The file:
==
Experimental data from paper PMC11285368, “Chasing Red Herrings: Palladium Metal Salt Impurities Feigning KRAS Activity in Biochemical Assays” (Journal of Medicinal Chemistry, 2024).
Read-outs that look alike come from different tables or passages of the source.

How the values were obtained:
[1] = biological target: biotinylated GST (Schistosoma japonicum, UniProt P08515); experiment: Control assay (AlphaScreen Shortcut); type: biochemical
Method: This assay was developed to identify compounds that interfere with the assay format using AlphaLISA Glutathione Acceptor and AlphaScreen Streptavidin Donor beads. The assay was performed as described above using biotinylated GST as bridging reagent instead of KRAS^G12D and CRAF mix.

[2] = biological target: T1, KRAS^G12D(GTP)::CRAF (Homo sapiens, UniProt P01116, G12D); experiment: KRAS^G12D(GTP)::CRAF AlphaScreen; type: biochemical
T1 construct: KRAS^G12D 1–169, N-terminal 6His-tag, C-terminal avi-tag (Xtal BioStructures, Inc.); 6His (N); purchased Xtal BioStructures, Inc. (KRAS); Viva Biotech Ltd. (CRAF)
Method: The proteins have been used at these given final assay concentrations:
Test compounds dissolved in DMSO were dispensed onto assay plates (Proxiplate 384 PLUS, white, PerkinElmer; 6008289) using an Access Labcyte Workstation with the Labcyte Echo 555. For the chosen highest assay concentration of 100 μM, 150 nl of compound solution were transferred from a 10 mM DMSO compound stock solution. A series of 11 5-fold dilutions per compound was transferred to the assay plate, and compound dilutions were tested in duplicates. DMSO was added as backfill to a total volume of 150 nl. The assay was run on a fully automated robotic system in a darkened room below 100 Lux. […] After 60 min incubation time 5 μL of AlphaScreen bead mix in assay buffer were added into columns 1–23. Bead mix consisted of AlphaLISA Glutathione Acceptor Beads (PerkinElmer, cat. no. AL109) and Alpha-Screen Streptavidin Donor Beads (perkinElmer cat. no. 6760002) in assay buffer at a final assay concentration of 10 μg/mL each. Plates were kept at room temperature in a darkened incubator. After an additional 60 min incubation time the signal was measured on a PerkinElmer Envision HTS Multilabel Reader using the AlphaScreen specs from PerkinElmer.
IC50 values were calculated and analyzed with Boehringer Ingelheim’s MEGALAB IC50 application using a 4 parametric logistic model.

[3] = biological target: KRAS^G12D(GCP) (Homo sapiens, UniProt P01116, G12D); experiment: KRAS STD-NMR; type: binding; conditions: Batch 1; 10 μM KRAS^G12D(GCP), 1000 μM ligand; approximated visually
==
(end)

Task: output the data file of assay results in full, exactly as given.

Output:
Experimental data from paper PMC11285368, “Chasing Red Herrings: Palladium Metal Salt Impurities Feigning KRAS Activity in Biochemical Assays” (Journal of Medicinal Chemistry, 2024).
Read-outs that look alike come from different tables or passages of the source.

How the values were obtained:
[1] = biological target: biotinylated GST (Schistosoma japonicum, UniProt P08515); experiment: Control assay (AlphaScreen Shortcut); type: biochemical
Method: This assay was developed to identify compounds that interfere with the assay format using AlphaLISA Glutathione Acceptor and AlphaScreen Streptavidin Donor beads. The assay was performed as described above using biotinylated GST as bridging reagent instead of KRAS^G12D and CRAF mix.

[2] = biological target: T1, KRAS^G12D(GTP)::CRAF (Homo sapiens, UniProt P01116, G12D); experiment: KRAS^G12D(GTP)::CRAF AlphaScreen; type: biochemical
T1 construct: KRAS^G12D 1–169, N-terminal 6His-tag, C-terminal avi-tag (Xtal BioStructures, Inc.); 6His (N); purchased Xtal BioStructures, Inc. (KRAS); Viva Biotech Ltd. (CRAF)
Method: The proteins have been used at these given final assay concentrations:
Test compounds dissolved in DMSO were dispensed onto assay plates (Proxiplate 384 PLUS, white, PerkinElmer; 6008289) using an Access Labcyte Workstation with the Labcyte Echo 555. For the chosen highest assay concentration of 100 μM, 150 nl of compound solution were transferred from a 10 mM DMSO compound stock solution. A series of 11 5-fold dilutions per compound was transferred to the assay plate, and compound dilutions were tested in duplicates. DMSO was added as backfill to a total volume of 150 nl. The assay was run on a fully automated robotic system in a darkened room below 100 Lux. […] After 60 min incubation time 5 μL of AlphaScreen bead mix in assay buffer were added into columns 1–23. Bead mix consisted of AlphaLISA Glutathione Acceptor Beads (PerkinElmer, cat. no. AL109) and Alpha-Screen Streptavidin Donor Beads (perkinElmer cat. no. 6760002) in assay buffer at a final assay concentration of 10 μg/mL each. Plates were kept at room temperature in a darkened incubator. After an additional 60 min incubation time the signal was measured on a PerkinElmer Envision HTS Multilabel Reader using the AlphaScreen specs from PerkinElmer.
IC50 values were calculated and analyzed with Boehringer Ingelheim’s MEGALAB IC50 application using a 4 parametric logistic model.

[3] = biological target: KRAS^G12D(GCP) (Homo sapiens, UniProt P01116, G12D); experiment: KRAS STD-NMR; type: binding; conditions: Batch 1; 10 μM KRAS^G12D(GCP), 1000 μM ligand; approximated visually